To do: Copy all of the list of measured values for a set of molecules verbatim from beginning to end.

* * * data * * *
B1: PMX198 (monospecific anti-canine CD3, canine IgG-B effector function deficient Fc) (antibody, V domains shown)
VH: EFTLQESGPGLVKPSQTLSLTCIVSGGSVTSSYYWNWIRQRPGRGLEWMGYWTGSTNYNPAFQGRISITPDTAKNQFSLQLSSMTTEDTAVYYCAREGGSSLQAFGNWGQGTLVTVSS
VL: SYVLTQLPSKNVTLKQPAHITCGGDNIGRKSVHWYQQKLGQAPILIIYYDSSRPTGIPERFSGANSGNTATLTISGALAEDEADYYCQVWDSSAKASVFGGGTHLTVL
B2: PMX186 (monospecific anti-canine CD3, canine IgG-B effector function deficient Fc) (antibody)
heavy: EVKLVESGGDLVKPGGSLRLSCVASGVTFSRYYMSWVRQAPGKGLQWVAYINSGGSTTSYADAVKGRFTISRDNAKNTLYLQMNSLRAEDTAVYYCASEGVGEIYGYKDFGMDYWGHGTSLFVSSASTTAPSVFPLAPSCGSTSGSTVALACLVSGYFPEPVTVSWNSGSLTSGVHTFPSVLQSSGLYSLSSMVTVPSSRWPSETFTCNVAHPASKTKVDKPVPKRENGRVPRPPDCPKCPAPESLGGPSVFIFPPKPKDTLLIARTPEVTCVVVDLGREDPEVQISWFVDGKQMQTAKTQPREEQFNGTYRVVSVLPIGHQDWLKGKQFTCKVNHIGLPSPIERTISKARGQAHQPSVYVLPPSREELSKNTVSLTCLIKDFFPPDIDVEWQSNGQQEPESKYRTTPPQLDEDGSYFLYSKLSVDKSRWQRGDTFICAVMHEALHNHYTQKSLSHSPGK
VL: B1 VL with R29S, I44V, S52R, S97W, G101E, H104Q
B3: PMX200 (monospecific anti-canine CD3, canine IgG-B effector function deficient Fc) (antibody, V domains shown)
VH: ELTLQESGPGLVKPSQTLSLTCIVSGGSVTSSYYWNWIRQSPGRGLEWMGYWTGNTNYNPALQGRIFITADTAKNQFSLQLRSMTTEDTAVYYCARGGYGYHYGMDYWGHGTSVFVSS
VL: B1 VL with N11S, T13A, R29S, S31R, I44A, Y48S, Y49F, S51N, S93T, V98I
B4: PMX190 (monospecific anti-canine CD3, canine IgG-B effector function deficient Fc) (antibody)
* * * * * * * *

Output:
B1: PMX198 (monospecific anti-canine CD3, canine IgG-B effector function deficient Fc) (antibody, V domains shown)
VH: EFTLQESGPGLVKPSQTLSLTCIVSGGSVTSSYYWNWIRQRPGRGLEWMGYWTGSTNYNPAFQGRISITPDTAKNQFSLQLSSMTTEDTAVYYCAREGGSSLQAFGNWGQGTLVTVSS
VL: SYVLTQLPSKNVTLKQPAHITCGGDNIGRKSVHWYQQKLGQAPILIIYYDSSRPTGIPERFSGANSGNTATLTISGALAEDEADYYCQVWDSSAKASVFGGGTHLTVL
B2: PMX186 (monospecific anti-canine CD3, canine IgG-B effector function deficient Fc) (antibody)
heavy: EVKLVESGGDLVKPGGSLRLSCVASGVTFSRYYMSWVRQAPGKGLQWVAYINSGGSTTSYADAVKGRFTISRDNAKNTLYLQMNSLRAEDTAVYYCASEGVGEIYGYKDFGMDYWGHGTSLFVSSASTTAPSVFPLAPSCGSTSGSTVALACLVSGYFPEPVTVSWNSGSLTSGVHTFPSVLQSSGLYSLSSMVTVPSSRWPSETFTCNVAHPASKTKVDKPVPKRENGRVPRPPDCPKCPAPESLGGPSVFIFPPKPKDTLLIARTPEVTCVVVDLGREDPEVQISWFVDGKQMQTAKTQPREEQFNGTYRVVSVLPIGHQDWLKGKQFTCKVNHIGLPSPIERTISKARGQAHQPSVYVLPPSREELSKNTVSLTCLIKDFFPPDIDVEWQSNGQQEPESKYRTTPPQLDEDGSYFLYSKLSVDKSRWQRGDTFICAVMHEALHNHYTQKSLSHSPGK
VL: B1 VL with R29S, I44V, S52R, S97W, G101E, H104Q
B3: PMX200 (monospecific anti-canine CD3, canine IgG-B effector function deficient Fc) (antibody, V domains shown)
VH: ELTLQESGPGLVKPSQTLSLTCIVSGGSVTSSYYWNWIRQSPGRGLEWMGYWTGNTNYNPALQGRIFITADTAKNQFSLQLRSMTTEDTAVYYCARGGYGYHYGMDYWGHGTSVFVSS
VL: B1 VL with N11S, T13A, R29S, S31R, I44A, Y48S, Y49F, S51N, S93T, V98I
B4: PMX190 (monospecific anti-canine CD3, canine IgG-B effector function deficient Fc) (antibody)